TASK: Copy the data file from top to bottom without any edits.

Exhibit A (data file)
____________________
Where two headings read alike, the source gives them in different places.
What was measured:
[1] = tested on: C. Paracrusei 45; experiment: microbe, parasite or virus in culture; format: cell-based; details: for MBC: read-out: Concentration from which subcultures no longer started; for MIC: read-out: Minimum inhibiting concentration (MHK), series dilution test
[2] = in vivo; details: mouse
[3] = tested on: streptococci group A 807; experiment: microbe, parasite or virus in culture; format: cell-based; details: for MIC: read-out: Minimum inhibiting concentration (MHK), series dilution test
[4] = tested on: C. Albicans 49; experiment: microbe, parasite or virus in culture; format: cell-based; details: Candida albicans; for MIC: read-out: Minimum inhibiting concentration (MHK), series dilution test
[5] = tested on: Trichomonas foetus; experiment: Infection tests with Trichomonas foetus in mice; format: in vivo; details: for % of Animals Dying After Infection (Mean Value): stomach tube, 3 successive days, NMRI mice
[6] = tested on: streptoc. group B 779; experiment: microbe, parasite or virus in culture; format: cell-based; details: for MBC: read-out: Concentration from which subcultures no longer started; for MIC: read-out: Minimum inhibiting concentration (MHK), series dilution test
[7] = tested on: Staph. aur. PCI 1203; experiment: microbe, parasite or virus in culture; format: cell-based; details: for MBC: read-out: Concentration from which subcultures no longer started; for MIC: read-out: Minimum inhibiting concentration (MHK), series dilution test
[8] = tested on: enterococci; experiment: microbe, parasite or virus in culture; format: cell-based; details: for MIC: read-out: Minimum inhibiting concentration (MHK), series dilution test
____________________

Where two headings read alike, the source gives them in different places.
What was measured:
[1] = tested on: C. Paracrusei 45; experiment: microbe, parasite or virus in culture; format: cell-based; details: for MBC: read-out: Concentration from which subcultures no longer started; for MIC: read-out: Minimum inhibiting concentration (MHK), series dilution test
[2] = in vivo; details: mouse
[3] = tested on: streptococci group A 807; experiment: microbe, parasite or virus in culture; format: cell-based; details: for MIC: read-out: Minimum inhibiting concentration (MHK), series dilution test
[4] = tested on: C. Albicans 49; experiment: microbe, parasite or virus in culture; format: cell-based; details: Candida albicans; for MIC: read-out: Minimum inhibiting concentration (MHK), series dilution test
[5] = tested on: Trichomonas foetus; experiment: Infection tests with Trichomonas foetus in mice; format: in vivo; details: for % of Animals Dying After Infection (Mean Value): stomach tube, 3 successive days, NMRI mice
[6] = tested on: streptoc. group B 779; experiment: microbe, parasite or virus in culture; format: cell-based; details: for MBC: read-out: Concentration from which subcultures no longer started; for MIC: read-out: Minimum inhibiting concentration (MHK), series dilution test
[7] = tested on: Staph. aur. PCI 1203; experiment: microbe, parasite or virus in culture; format: cell-based; details: for MBC: read-out: Concentration from which subcultures no longer started; for MIC: read-out: Minimum inhibiting concentration (MHK), series dilution test
[8] = tested on: enterococci; experiment: microbe, parasite or virus in culture; format: cell-based; details: for MIC: read-out: Minimum inhibiting concentration (MHK), series dilution test